On Monday evening, St. Thomas More parish in the south Denver suburb of Centennial was packed with a standing room only crowd who came bearing their concerns over the nation’s growing immigration problem. Archbishop Charles Chaput was on hand to answer questions and reiterate his call for civility and compassion in the heated national debate.
The Archdiocese of Denver called the event a town hall meeting; the second so far in a series aimed at emphasizing “the importance of civil dialogue when discussing comprehensive immigration reform.”
According to the Denver Rocky Mountain News, tensions ran high as the largely Anglo audience expressed fears and concerns ranging from a perceived reluctance to learn English to the effect of immigration on local hospitals and schools.
The crowd also showed its support however, for several immigrant workers who spoke out at the forum.
Greeted by a large round of applause, one audience member said, "My parents came from Mexico…I'm no bum. I've worked since I was an infant. I went to Korea. There are good, hardworking Mexicans."
In an effort to quell fears and confusion, Archbishop Chaput encouraged legitimate debate on all levels. "I think we're all confused," the Archbishop said, encouraging one audience member to articulate her personal concerns to her Mexican friends.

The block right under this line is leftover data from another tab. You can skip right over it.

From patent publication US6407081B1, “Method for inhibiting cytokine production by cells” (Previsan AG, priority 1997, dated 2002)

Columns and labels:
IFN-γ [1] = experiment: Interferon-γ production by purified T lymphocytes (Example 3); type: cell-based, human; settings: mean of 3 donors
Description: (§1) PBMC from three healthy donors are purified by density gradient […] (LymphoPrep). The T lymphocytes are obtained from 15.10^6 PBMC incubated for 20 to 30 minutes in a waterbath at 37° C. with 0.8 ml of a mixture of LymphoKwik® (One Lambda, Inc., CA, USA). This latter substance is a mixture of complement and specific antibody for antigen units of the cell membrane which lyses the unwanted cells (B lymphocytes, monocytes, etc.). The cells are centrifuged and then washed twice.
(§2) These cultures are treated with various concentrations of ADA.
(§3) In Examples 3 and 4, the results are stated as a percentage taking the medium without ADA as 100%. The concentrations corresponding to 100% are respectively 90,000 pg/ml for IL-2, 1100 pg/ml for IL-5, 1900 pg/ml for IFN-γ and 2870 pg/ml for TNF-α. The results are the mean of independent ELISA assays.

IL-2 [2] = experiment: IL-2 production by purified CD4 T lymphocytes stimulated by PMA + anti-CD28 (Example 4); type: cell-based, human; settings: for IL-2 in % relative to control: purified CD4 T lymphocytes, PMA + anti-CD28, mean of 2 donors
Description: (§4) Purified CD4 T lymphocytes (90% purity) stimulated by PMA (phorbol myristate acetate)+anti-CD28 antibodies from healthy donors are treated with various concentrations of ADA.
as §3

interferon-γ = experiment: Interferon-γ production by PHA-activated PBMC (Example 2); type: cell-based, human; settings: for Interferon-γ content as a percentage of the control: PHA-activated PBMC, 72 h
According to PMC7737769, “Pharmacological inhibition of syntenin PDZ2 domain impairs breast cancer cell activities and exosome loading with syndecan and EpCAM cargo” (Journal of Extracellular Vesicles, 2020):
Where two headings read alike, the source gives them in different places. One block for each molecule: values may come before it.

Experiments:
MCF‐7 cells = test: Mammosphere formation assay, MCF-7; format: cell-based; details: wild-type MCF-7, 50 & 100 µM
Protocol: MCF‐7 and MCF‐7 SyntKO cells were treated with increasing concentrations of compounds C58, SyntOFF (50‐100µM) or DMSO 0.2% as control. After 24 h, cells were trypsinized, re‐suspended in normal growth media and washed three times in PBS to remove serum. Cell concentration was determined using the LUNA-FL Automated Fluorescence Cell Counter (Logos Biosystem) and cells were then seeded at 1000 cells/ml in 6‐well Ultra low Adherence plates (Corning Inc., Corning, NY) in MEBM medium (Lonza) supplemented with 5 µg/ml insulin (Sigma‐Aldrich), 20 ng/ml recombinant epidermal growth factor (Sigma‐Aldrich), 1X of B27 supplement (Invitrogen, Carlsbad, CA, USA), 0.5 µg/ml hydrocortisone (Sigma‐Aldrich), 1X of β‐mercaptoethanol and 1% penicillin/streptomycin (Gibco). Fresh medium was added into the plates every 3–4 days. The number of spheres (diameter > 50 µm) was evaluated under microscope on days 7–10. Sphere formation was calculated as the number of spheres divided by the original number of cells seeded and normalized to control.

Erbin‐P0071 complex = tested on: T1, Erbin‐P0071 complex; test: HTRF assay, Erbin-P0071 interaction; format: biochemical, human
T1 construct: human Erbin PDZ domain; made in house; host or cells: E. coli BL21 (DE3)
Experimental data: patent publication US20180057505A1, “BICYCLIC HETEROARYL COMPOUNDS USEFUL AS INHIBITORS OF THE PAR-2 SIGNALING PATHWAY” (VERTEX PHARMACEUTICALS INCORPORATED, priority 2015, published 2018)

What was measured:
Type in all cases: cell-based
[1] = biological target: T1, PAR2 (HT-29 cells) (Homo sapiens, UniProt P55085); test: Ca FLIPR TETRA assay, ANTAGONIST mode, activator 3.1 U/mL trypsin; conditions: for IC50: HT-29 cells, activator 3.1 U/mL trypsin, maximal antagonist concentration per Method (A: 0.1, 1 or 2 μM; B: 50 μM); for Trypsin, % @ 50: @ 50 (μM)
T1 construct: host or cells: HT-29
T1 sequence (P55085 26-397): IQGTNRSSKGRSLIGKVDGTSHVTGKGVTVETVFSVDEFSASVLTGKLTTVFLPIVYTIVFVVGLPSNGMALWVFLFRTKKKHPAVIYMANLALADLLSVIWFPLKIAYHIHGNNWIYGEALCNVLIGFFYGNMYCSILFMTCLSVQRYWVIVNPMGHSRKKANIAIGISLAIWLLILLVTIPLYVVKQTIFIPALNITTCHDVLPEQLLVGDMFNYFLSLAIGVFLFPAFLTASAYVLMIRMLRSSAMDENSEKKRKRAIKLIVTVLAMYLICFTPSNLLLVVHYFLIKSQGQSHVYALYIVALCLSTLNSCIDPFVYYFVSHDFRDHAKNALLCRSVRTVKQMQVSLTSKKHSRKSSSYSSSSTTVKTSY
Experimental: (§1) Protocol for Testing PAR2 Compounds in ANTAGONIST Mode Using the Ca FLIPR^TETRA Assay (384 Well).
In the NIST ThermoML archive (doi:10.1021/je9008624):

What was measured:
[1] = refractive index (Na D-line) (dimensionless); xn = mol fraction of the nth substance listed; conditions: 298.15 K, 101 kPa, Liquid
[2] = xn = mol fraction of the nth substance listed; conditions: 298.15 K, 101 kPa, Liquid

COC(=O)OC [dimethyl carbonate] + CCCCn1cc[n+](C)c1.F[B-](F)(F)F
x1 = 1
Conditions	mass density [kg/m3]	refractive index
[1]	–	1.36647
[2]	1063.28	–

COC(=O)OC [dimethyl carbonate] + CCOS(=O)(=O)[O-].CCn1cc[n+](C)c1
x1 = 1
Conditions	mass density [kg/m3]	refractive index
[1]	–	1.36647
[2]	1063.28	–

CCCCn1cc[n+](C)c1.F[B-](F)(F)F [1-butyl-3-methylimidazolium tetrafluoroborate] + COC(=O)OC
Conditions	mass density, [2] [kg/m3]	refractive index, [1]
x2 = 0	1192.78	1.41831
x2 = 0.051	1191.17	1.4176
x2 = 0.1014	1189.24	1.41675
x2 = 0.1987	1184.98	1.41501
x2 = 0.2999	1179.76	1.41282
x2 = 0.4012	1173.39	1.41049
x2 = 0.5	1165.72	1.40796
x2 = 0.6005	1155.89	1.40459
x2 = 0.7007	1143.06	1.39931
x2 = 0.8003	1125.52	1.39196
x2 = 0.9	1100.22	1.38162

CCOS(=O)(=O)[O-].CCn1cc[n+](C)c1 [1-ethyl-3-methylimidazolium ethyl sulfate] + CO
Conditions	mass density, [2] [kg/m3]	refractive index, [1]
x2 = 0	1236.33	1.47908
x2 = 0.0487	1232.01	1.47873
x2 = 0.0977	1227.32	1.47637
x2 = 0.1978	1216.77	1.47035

The Archbishop--himself from Native American heritage--added that he believes fear and the 9-11 disaster largely enflamed the immigration problem, but assured, "I think we can manage it. My ancestors - I'm an American Indian - we can handle this; we're a big country."
Asked what the country’s Catholic bishops are doing about the situation in Mexico, where the vast bulk of the U.S.’s illegal immigrants come from, the Archbishop said that "Bishops are encouraging the government not to be corrupt and to create jobs.”
“They're not encouraging people to leave and come here,” he stressed, “and it's not sensible for you to think that they are."
The statewide Colorado Catholic Conference is organizing the forum series. Bishop Michael Sheridan of Colorado Springs has held a number of similar forums in his own diocese while Pueblo’s Bishop Arthur Tafoya is planning events in that diocese.